How Chat GPT is Accelerating the Adoption of AI In Sales and Marketing Applications  

Chat GPT – a generative Artificial Intelligence (AI) released by San Francisco-based OpenAI – has been making headlines since it was launched on November 30th last year. Mostly because it can be used by students to cheat on homework assignments and exams by producing high-quality written responses to complex questions in a matter of seconds. The AI software is expanding awareness and perceptions of the “art of the possible” when it comes to applications of AI in knowledge fields like medicine, law, computer science, and business. When Wharton Professor Christian Terwiesch asked the question, “Would Chat GPT Get a Wharton MBA?” – the answer was yes.

Wharton management professor Ethan Mollick views the commotion about Chat GPT as a “tipping point” in AI in business applications. “This is a very big deal,” wrote Mollick in a recent HBR article. “The businesses that understand the significance of this change — and act on it first — will be at a considerable advantage.”

What’s significant is that Chat GPT is “waking up” a broader cross section of business leaders, growth executives, and investors to the vast potential of AI and Machine Learning (ML) to fuel new revenue and profit growth. One of the most immediate ways AI can grow business value is in sales and marketing.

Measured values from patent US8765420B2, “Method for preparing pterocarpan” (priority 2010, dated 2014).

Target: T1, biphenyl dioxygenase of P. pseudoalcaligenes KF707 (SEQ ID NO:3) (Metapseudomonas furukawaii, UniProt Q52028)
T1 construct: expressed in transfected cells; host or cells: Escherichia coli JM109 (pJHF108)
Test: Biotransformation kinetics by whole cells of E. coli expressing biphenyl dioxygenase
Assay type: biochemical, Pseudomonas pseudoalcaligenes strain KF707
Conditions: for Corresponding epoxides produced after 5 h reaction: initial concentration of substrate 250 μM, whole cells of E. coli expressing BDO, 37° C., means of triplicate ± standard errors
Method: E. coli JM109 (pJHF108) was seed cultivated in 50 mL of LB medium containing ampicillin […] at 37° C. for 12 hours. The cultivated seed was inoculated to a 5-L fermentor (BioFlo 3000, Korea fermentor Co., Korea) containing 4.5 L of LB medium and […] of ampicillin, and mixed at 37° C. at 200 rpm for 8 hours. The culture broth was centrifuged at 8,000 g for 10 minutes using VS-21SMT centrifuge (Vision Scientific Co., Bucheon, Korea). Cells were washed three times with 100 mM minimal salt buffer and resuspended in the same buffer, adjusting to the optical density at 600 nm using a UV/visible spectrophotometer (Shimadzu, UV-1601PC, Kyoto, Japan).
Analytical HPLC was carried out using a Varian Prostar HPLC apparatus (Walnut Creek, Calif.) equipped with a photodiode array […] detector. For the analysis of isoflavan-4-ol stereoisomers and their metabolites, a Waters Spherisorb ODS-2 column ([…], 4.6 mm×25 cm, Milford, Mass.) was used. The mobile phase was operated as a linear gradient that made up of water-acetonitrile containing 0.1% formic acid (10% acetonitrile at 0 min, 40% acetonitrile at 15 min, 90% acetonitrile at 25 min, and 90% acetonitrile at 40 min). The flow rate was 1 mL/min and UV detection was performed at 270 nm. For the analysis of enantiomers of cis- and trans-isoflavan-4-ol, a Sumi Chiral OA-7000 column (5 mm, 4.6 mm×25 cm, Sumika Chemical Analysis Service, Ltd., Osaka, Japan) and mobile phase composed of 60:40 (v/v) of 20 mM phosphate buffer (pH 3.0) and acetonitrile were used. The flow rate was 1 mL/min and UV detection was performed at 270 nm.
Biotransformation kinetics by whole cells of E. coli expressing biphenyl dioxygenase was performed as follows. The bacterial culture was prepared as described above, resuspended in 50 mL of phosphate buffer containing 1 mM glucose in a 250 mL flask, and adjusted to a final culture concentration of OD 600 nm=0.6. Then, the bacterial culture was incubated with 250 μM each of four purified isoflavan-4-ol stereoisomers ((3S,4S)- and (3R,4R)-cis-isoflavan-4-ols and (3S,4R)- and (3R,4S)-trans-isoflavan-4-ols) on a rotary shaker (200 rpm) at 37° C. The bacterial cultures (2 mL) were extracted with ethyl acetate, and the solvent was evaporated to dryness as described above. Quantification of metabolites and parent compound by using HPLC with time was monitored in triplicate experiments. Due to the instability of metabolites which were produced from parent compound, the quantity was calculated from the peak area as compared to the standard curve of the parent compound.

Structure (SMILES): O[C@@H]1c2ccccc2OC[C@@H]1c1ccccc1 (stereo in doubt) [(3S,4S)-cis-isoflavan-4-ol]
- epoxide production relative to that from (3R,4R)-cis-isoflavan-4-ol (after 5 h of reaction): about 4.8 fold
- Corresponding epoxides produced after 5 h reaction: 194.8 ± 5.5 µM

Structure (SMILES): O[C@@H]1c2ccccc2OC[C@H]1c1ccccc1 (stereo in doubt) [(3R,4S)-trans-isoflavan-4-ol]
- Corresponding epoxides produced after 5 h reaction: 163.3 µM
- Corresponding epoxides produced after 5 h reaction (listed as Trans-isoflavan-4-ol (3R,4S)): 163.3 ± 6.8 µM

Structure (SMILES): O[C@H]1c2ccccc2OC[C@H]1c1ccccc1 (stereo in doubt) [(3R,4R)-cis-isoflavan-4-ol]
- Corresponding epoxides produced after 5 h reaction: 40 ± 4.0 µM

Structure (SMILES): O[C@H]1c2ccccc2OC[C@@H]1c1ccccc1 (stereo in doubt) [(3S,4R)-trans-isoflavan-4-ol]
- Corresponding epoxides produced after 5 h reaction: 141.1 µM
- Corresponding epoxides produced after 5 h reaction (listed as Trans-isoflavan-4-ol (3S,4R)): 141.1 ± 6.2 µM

The reason Chat GPT resonates so much with sales and marketing executives is because these disciplines have historically been perceived as highly human – and therefore immune to automation. Marketing requires art, nuance, and creativity. Sales involves convincing, compassion, and relationship building.  What Chat GPT has made painfully clear is the reality that AI has matured to the point where it can support the execution and improve the performance of every aspect of the modern growth portfolio. Right now AI applications are optimizing paid, earned, and owned media channels. They’re creating and personalizing the content that fuels them. And managing the data that runs them.

Customers won’t complain if AI takes a bigger role in customer engagement. Most don’t want human contact at any point in the buyers journey. They value fast, complete, and personalized answers over flattery, fancy meals, and face time.

The next generation of growth leaders are distinguishing themselves because they understand this new reality. They’re already harnessing the power of AI in all aspects of sales and marketing – from marketing strategy to media optimization, to sales enablement. A quick call to papers from the faculty of our growth institute identified 20 financially viable and immediately executable applications of AI and Machine Learning in sales and marketing applications. They include:

Marketing Strategy – Some of the most practical and impactful ways AI algorithms can create value is to help with the basics of market definition, segmentation and resource allocation that underlie marketing strategy. “Organizations are dramatically improving sales performance by using AI algorithms and propensity to buy models to help with the basics of account and lead prioritization and qualification and reallocating sales resources to the places they can have the most impact,” reports Professor Leonard Lodish of the Wharton School of Business.